Screen-scraping , a transition technology in an industry undergoing transformation.

06 fév. 2010 | Written by Julia

What is screen-scraping ?  Where does this strange name come from? Why is it so much used ? And why can we consider it as being just a transition technology ?

We don’t need any more to demonstrate that internet has changed the travel industry:  the players have grown in number, products have become more accessible, customers’ habits have changed…

From the client point of view, it’s amazing. But for the internet actors, this means an industry getting more and more complicated because of the number of connections between one another. This is how screen-scraping has became so popular.

What is screen-scraping ?

This technique appeared in 1999/2000, when Internet gained importance. It started booming in 2003, when contents were growing  and meta-search engines were becoming relevant.

In practical terms, screen-scraping consists in scanning the content of a web site, with the aim to use it again on another web site. To do that, screen-scrapers use web crawlers like the one used by search engines (Googlebots, Yahoo! Slurp…). The difference is that these robots are specialized in e-commerce web sites and are able to identify specific information: prices, dates, description… They read the HTML code of the web page in order to recreate the original data base of the web site.

The screen-scraping business model.

Several business models are used. The majority of meta search web sites get income with cost per click (CPC) and cost per action (CPA) models, then they redirect the internet user to the retailer. The problem with this model is that the two parties need a prior agreement to fix the earnings, compromising the meta-searcher  neutrality. Moreover, this commercial agreement isn’t visible for the internet user who thinks that meta-searcher results led him to the best deals.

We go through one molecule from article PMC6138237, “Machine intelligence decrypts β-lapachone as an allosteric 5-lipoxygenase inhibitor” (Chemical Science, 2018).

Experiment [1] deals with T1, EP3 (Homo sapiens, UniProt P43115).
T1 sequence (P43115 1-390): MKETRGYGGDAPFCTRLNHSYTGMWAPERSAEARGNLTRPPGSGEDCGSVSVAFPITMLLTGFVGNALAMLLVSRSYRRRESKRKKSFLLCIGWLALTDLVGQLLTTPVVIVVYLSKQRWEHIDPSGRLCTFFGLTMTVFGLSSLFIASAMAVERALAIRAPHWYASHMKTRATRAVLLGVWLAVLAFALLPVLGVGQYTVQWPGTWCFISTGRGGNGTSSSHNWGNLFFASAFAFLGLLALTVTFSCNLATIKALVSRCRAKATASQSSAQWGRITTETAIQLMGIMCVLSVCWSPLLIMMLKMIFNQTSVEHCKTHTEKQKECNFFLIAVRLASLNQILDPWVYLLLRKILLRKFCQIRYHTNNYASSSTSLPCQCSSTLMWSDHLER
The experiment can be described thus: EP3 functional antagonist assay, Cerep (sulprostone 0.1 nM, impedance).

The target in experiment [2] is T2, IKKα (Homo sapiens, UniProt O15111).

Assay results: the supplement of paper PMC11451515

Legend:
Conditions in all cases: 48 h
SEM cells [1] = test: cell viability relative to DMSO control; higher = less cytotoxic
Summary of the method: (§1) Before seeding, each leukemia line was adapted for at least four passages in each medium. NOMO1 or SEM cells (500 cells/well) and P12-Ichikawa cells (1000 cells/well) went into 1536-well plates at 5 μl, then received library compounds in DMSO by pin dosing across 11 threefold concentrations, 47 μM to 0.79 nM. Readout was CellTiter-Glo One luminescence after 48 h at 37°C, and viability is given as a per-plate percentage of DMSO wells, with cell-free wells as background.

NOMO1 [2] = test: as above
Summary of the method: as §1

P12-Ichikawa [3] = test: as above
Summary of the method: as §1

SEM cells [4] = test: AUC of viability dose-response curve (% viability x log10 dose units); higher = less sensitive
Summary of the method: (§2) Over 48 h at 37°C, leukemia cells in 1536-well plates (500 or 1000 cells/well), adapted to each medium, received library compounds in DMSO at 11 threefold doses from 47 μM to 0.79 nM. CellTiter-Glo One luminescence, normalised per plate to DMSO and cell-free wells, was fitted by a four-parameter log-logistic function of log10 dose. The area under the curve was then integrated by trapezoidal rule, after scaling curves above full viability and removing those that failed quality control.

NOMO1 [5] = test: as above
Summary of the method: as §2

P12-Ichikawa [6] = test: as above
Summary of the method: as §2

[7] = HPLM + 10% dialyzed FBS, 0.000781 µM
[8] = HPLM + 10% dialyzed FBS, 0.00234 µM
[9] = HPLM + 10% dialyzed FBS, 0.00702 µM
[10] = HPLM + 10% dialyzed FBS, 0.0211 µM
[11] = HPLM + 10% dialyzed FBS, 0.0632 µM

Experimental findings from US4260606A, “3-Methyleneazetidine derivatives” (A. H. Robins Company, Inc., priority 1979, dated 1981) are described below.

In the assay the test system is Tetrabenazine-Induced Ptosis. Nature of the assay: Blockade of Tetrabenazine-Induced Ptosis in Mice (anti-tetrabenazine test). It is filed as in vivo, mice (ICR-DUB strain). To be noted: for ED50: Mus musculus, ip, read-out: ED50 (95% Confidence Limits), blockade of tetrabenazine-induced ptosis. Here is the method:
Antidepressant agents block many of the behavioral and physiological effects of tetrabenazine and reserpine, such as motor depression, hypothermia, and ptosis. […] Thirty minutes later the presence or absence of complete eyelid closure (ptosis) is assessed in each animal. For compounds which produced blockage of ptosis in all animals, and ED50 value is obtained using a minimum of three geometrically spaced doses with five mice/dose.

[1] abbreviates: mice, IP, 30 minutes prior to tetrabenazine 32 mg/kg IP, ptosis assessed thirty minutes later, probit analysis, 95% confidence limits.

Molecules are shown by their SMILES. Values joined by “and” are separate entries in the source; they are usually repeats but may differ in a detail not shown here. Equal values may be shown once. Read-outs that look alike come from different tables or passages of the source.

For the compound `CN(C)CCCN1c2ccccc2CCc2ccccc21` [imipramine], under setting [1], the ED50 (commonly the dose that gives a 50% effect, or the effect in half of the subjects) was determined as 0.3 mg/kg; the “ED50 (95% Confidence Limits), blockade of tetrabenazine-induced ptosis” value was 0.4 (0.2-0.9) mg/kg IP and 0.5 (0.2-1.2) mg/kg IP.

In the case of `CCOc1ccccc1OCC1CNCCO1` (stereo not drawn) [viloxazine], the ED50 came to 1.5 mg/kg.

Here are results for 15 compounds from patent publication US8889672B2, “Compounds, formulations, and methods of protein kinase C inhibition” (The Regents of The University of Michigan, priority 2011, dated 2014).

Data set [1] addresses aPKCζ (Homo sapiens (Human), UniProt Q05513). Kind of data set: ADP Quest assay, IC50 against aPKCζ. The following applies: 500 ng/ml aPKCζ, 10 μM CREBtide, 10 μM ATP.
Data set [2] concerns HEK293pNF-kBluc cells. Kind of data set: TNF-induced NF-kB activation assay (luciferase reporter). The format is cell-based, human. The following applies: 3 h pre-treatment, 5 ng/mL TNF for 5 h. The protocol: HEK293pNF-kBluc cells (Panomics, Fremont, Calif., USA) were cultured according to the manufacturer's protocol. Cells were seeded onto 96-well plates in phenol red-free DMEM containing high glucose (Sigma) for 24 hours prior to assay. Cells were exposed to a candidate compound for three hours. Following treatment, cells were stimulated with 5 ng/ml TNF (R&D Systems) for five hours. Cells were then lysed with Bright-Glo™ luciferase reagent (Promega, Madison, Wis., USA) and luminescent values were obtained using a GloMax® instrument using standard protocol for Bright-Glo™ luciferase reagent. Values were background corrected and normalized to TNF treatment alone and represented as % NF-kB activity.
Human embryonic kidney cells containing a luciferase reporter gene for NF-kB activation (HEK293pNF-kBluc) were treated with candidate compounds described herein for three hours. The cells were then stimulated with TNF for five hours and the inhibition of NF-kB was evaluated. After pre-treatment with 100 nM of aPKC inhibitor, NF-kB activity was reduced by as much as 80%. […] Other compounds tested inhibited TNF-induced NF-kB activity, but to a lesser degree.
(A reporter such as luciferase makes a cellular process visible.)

In 2007, 11 of the 12 French meta-searcher were recalled in order by the DGCCRT.

So, some of them have made the choice of a business model calqued on Google. That means that they generate “organic results”, supposed to be as exhaustive as possible. At the same time they offer sponsored results consisting in text-ads (ex: Wego) or banners (ex:Sprice).

Finally, we can find the latest model on online travel agencies websites. They can’t accept to redirect their visitors to a partner website, because of their retailer business model. So in some case they have direct connections with suppliers, but in some other cases, when they don’t have partnerships or when technologies are incompatible, they develop an advanced form of screen-scraping. They have developed a copy of the booking process of the supplier and have integrated it on their own website.

Thus, it is not visible for the user that he is booking from an external web site. In this case, the seller can add his own income to the producer price. This technique is used by famous online travel agencies as Lastminute, Edream, Atrapalo, Govolo or Ebookers. Because it is not always used with common consent, this is one of the most controversial usage.

Troubles generated by screen-scraping.

So, we can identify 3 kind of trouble when we use screen-scraping:  technical (web crawler slow down web site performances), qualitative (a wrong setup can make a lot of mistakes)  and ethical (using screen-scraping without prior permission can be the beginning of drifts).

As we can see this last point is a recurrent cause of conflicts in our industry:

*2003: FareChase vs American Airlines
*2004: FareChase vs South West Airlines
*2008: Ryanair vs several Travel Agencies
*2008: EasyJet vs Expedia

And if we compare with e-commerce in general, we notice that screen-scraping is no longer used: meta search web sites and e-commerce web sites prefer XML catalogues.

In the travel industry, because of the complexity of the offer (products are perishable and prices varies with time), the tendency is more using API. This allows direct and reliable connection with stocks. It also allows to go beyond the standards imposed by GDS (cf: Air Canada case study).

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